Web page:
EADS to decide on Airbus name change in restructuring drive
European aerospace giant EADS is set to decide Tuesday whether to change its name to Airbus, its better-known plane unit, as part of an overhaul that will also merge its defence and space units.
The board meets Tuesday to discuss what will be a key restructuring drive aimed at raising margins and giving more visibility to the group, which makes helicopters, missiles, satellites and drones as well as commercial planes.
The decision is due to be announced Wednesday at 0500 GMT along with first-half results.
Tom Enders, head of EADS, has been working on the wide-ranging reforms since a hugely publicised merger attempt between the European group and Britain's BAE Systems failed in October.
According to several sources within the company, he will suggest that the current Cassidian defence division merge with space unit Astrium and Airbus Military, which makes military transport equipment.
The entire company would also be re-named Airbus, in a bid to take advantage of the global fame of the plane-maker which contributes more than 60 percent of its annual turnover.
To placate Germany -- a substantial shareholder -- the new space-defence unit, which would be named Airbus defence, would be based in Ottobrunn near Munich and would be headed up by an as-yet unnamed German executive.
The Eurocopter unit, the global market leader in civilian helicopters, would meanwhile take the name Airbus helicopters.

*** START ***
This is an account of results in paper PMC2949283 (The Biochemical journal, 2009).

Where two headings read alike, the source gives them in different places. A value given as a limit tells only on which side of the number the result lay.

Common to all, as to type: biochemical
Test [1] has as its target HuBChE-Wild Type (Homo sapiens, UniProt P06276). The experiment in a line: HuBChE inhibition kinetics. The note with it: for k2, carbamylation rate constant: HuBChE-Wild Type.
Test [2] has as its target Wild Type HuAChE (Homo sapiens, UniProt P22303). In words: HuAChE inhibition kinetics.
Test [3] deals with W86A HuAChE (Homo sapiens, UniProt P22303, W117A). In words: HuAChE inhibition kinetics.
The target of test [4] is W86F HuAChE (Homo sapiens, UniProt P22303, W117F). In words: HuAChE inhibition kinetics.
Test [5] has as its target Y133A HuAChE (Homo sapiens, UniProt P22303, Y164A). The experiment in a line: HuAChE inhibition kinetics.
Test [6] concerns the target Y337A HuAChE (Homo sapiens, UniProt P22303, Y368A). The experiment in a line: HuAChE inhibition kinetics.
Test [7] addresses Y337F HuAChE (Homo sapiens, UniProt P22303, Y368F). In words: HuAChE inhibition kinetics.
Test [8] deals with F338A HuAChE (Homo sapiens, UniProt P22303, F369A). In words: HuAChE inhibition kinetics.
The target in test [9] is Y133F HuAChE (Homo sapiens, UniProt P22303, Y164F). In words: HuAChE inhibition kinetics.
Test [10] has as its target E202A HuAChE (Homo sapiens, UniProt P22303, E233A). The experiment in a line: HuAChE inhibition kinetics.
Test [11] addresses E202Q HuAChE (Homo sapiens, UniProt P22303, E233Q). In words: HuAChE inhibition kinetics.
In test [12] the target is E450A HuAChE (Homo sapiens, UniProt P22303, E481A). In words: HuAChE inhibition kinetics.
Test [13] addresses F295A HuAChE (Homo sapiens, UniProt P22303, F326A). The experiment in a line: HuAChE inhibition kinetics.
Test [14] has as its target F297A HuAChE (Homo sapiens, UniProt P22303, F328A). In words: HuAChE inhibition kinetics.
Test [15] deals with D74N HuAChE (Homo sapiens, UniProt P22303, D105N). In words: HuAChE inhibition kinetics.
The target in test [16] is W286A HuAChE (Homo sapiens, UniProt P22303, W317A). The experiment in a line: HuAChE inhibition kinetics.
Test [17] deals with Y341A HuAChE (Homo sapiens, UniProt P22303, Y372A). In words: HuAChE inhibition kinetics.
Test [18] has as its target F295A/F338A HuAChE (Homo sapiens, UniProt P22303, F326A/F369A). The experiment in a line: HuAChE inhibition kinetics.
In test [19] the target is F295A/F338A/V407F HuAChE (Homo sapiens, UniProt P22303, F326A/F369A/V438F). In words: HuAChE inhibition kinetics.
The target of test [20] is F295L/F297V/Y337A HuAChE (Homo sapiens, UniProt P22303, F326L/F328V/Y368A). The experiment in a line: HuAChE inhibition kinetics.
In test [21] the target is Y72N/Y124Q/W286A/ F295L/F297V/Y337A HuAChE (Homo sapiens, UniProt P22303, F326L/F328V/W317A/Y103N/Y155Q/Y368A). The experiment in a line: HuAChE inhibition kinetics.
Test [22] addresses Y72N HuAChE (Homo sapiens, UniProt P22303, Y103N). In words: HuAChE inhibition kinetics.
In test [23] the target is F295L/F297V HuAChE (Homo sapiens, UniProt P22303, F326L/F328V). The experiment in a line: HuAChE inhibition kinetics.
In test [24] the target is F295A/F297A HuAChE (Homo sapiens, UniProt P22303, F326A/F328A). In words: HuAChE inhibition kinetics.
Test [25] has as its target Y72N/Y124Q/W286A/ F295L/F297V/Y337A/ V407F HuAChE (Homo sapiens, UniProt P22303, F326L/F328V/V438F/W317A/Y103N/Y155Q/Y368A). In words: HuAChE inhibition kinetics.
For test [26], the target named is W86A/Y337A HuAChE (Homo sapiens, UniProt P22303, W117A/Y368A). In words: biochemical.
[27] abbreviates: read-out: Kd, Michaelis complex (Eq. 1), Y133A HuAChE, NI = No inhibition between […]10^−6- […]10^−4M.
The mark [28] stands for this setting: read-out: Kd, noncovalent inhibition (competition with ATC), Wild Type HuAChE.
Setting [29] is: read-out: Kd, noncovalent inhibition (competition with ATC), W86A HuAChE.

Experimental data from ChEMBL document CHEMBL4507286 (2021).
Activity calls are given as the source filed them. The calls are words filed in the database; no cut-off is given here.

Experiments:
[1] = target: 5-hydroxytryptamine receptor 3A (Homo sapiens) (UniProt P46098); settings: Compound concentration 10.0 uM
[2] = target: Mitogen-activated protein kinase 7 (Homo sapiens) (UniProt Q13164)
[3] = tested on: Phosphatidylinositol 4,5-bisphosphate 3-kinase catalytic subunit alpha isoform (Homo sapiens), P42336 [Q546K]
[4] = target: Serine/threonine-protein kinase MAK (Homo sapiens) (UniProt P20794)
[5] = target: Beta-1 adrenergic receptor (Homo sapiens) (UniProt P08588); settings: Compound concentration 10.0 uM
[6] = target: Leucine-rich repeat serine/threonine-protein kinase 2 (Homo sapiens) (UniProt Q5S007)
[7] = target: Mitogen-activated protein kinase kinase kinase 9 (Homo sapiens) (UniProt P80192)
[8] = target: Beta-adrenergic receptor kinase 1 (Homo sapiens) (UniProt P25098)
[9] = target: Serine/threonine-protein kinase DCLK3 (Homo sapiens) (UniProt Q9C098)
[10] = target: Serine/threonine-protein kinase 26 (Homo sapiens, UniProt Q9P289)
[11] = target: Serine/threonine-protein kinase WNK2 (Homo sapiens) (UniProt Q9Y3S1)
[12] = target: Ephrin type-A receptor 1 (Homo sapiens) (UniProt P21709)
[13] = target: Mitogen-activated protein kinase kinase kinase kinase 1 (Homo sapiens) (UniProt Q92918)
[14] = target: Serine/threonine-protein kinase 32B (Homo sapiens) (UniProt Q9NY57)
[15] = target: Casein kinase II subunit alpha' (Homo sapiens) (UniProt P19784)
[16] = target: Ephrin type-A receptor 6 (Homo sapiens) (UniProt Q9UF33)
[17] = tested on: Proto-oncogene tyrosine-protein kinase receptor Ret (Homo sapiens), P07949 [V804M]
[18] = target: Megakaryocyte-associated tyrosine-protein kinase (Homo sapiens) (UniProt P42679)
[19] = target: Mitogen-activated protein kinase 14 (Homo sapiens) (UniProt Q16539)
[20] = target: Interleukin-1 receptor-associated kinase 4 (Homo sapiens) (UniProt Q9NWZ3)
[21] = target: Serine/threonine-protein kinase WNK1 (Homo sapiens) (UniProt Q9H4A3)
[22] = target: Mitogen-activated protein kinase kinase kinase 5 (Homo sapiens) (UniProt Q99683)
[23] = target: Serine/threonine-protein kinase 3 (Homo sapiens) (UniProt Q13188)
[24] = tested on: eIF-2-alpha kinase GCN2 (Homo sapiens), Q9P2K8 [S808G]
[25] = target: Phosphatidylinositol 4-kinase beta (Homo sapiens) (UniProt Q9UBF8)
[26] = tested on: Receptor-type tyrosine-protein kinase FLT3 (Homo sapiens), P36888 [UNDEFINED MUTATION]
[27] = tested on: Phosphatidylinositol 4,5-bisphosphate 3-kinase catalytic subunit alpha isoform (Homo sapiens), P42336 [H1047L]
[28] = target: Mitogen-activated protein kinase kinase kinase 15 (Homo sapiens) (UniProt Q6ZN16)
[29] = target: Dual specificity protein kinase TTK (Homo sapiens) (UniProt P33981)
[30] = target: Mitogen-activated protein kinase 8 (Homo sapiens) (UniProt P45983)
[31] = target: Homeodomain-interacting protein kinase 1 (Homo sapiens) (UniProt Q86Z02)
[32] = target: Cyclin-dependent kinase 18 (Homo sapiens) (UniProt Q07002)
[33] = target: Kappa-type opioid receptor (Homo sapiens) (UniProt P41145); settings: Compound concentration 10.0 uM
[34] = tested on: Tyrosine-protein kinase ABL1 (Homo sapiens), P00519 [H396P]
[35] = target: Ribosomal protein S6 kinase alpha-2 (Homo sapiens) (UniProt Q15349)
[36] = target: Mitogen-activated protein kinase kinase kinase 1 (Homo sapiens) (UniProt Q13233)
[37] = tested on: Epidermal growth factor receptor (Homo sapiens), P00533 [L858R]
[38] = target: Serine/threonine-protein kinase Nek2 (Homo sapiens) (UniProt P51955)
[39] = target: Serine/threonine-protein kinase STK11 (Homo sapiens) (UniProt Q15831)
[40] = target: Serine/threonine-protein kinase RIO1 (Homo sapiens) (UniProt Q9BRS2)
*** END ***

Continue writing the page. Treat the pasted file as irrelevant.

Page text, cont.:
"It's just recognising the reality of EADS, which is that Airbus is the dominant entity," said Nick Cunningham, an aviation analyst at the London-based Agency Partners.
"Eurocopter is extremely well known but Astrium and Cassidian probably don't get the same recognition," he added.
"It (name change) would help with the defence electronics business, which is pretty small. It would help to market it as part of an Airbus business."
Christophe Menard, a Paris-based analyst at Kepler Cheuvreux, said the merger between Cassidian and Astrium could make a group target of reaching a 10 percent operating margin in 2015 "more credible."
With its new structure, the Airbus group will look more like its arch-rival Boeing, whose main units are Boeing Commercial Airplanes and Boeing Defense, Space and Security.
EADS was created in 2000 of a merger of leading German, French and Spanish aerospace companies.
The name change has been on the cards for a long time, since it was believed that EADS, standing for the European Aeronautic Defence and Space Company, suffered from weak brand recognition.
But the failed merger attempt with BAE Systems boosted recognition of the EADS name, causing some executives to question any potential name change.
"When EADS wasn't known, it (a name change) was of real interest, it would definitely have been added-value for the group," one top executive, who refused to be named, said recently.
"But today, studies show that EADS is known, people know what EADS is particularly since the aborted merger with BAE Systems last year."
© 2013 AFP